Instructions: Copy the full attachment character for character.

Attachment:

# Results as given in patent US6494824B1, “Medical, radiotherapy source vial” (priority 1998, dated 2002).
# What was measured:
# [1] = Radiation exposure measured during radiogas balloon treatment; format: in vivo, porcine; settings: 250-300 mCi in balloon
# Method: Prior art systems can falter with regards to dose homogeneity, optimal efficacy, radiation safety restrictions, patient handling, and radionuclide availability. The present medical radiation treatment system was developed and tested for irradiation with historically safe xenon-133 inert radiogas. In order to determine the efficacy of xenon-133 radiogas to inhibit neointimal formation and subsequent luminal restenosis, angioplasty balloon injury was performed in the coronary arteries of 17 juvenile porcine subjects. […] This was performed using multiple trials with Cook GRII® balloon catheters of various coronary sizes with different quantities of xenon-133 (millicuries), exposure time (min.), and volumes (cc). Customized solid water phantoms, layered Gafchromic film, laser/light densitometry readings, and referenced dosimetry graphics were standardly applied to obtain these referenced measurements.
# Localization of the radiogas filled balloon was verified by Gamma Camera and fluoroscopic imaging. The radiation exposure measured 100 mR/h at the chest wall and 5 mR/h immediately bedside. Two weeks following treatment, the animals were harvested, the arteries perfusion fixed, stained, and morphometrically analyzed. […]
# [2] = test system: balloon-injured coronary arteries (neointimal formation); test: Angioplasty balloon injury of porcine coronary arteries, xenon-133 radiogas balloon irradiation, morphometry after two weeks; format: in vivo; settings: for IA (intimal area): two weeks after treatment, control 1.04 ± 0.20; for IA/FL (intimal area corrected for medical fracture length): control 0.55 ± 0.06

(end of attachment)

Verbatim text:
# Results as given in patent US6494824B1, “Medical, radiotherapy source vial” (priority 1998, dated 2002).
# What was measured:
# [1] = Radiation exposure measured during radiogas balloon treatment; format: in vivo, porcine; settings: 250-300 mCi in balloon
# Method: Prior art systems can falter with regards to dose homogeneity, optimal efficacy, radiation safety restrictions, patient handling, and radionuclide availability. The present medical radiation treatment system was developed and tested for irradiation with historically safe xenon-133 inert radiogas. In order to determine the efficacy of xenon-133 radiogas to inhibit neointimal formation and subsequent luminal restenosis, angioplasty balloon injury was performed in the coronary arteries of 17 juvenile porcine subjects. […] This was performed using multiple trials with Cook GRII® balloon catheters of various coronary sizes with different quantities of xenon-133 (millicuries), exposure time (min.), and volumes (cc). Customized solid water phantoms, layered Gafchromic film, laser/light densitometry readings, and referenced dosimetry graphics were standardly applied to obtain these referenced measurements.
# Localization of the radiogas filled balloon was verified by Gamma Camera and fluoroscopic imaging. The radiation exposure measured 100 mR/h at the chest wall and 5 mR/h immediately bedside. Two weeks following treatment, the animals were harvested, the arteries perfusion fixed, stained, and morphometrically analyzed. […]
# [2] = test system: balloon-injured coronary arteries (neointimal formation); test: Angioplasty balloon injury of porcine coronary arteries, xenon-133 radiogas balloon irradiation, morphometry after two weeks; format: in vivo; settings: for IA (intimal area): two weeks after treatment, control 1.04 ± 0.20; for IA/FL (intimal area corrected for medical fracture length): control 0.55 ± 0.06